The government has announced the end of COVID self-isolation rules and access to free tests for the public.
Prime Minister Boris Johnson announced a new “living with COVID” plan in the Commons today (February 21), saying there was “scientific evidence” for ending restrictions.
Residents of England will no longer be legally required to self-isolate after testing positive for the virus after this Thursday (February 24), Johnson has announced, while £500 quarantine support payments will also end on the same date.
Free testing is also set to be scrapped in England, although the public will still be able to access unpaid tests until April 1. The Prime Minister said testing had become “much less valuable” as a tool for helping stop the spread of the virus. Earlier today it was revealed that the free scheme had cost £2billion in January 2022 alone.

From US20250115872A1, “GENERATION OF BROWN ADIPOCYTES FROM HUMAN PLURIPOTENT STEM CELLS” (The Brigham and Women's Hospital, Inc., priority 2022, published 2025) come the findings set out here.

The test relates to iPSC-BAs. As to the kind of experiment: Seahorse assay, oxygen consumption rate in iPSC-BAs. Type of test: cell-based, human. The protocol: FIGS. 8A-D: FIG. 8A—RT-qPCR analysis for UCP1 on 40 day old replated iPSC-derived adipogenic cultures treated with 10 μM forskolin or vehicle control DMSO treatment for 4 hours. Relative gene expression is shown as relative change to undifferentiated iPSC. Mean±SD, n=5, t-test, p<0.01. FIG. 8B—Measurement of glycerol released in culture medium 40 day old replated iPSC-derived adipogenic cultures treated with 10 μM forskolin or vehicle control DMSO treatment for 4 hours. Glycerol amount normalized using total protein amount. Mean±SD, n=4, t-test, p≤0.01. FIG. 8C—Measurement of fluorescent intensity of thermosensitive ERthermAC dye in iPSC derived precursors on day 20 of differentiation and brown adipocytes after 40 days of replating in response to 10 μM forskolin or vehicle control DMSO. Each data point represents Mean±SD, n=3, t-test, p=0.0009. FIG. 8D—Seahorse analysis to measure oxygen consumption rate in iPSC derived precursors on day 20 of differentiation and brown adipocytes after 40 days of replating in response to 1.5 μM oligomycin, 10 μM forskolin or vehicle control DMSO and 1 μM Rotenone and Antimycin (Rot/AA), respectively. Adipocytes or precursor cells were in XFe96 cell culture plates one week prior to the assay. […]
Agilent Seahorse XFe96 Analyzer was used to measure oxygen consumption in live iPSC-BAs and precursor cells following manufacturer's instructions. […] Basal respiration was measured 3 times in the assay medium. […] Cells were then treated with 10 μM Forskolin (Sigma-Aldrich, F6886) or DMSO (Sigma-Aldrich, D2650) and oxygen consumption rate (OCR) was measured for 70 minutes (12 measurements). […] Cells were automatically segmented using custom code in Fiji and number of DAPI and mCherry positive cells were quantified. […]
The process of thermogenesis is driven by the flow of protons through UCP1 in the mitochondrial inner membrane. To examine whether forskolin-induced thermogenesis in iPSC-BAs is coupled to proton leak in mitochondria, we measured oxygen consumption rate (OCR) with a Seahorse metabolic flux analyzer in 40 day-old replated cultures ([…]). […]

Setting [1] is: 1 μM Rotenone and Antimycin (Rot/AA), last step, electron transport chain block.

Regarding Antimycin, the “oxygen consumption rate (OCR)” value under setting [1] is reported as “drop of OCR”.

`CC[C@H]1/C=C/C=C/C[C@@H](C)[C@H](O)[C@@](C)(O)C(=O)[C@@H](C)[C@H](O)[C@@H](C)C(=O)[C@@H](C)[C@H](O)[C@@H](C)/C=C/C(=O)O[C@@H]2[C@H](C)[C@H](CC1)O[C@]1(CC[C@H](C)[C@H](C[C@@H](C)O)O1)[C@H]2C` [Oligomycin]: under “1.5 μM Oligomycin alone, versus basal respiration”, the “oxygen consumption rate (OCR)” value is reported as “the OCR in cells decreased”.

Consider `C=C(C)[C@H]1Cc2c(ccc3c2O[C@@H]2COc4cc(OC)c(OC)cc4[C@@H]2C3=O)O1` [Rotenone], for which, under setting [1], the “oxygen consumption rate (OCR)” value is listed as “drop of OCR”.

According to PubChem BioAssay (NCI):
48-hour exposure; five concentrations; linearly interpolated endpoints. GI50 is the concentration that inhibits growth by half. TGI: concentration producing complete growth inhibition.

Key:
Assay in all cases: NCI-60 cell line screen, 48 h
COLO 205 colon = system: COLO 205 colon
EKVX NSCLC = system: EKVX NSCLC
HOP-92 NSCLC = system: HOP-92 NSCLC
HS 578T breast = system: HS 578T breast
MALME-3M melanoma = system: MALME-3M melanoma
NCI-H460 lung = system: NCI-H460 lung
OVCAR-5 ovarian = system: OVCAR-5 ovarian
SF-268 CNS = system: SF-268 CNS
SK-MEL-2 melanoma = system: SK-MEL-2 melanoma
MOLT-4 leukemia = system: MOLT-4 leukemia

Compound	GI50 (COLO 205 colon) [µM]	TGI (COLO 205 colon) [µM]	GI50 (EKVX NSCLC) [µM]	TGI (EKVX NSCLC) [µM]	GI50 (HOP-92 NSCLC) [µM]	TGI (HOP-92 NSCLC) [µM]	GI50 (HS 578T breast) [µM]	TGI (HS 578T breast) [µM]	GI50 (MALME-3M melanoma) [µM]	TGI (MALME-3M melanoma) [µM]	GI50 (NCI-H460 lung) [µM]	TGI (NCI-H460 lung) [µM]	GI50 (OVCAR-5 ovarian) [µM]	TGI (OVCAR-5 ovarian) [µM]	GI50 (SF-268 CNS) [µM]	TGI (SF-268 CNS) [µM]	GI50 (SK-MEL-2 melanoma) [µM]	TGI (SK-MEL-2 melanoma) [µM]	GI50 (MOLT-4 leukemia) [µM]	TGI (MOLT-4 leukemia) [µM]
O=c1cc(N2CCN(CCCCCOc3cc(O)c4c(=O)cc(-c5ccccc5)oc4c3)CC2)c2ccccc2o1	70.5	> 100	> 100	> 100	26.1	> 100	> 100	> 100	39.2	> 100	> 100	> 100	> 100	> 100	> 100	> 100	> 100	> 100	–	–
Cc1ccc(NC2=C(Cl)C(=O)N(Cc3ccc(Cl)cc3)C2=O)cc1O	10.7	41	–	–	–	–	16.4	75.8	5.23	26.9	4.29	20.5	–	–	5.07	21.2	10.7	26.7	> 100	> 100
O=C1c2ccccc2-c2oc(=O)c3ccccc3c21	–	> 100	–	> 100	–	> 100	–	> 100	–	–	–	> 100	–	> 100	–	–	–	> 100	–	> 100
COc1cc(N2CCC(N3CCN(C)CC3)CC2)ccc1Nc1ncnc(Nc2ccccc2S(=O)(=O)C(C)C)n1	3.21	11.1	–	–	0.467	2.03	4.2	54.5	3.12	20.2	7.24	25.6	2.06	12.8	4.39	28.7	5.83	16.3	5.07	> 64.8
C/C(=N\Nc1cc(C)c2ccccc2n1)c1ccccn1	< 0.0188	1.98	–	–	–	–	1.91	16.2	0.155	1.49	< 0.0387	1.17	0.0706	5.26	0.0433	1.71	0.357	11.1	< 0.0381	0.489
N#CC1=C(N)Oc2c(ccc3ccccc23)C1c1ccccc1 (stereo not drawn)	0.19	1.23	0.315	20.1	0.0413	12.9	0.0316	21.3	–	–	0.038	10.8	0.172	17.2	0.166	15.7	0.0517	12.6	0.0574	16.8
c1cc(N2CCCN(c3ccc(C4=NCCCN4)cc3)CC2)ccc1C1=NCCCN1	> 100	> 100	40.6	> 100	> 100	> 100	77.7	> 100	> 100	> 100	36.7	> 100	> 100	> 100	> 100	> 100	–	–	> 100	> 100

No price is being set by the government for a box of lateral flow tests, instead leaving it up to the market to decide on a cost.
Free tests will still be available to some of the most vulnerable groups if they are suffering from COVID symptoms. It has yet to be confirmed which groups these will be exactly, but is thought to include the over-80s and immuno-suppressed people.
NHS staff and patients, and care workers, will only receive free tests if they develop symptoms or if there’s an outbreak that requires asymptomatic testing to be carried out.
“We will continue to provide free symptomatic tests to the oldest age groups and those most vulnerable to Covid, and in line with the practice in many other countries, we’re working with retailers to ensure that everyone who wants to can buy a test, Johnson said.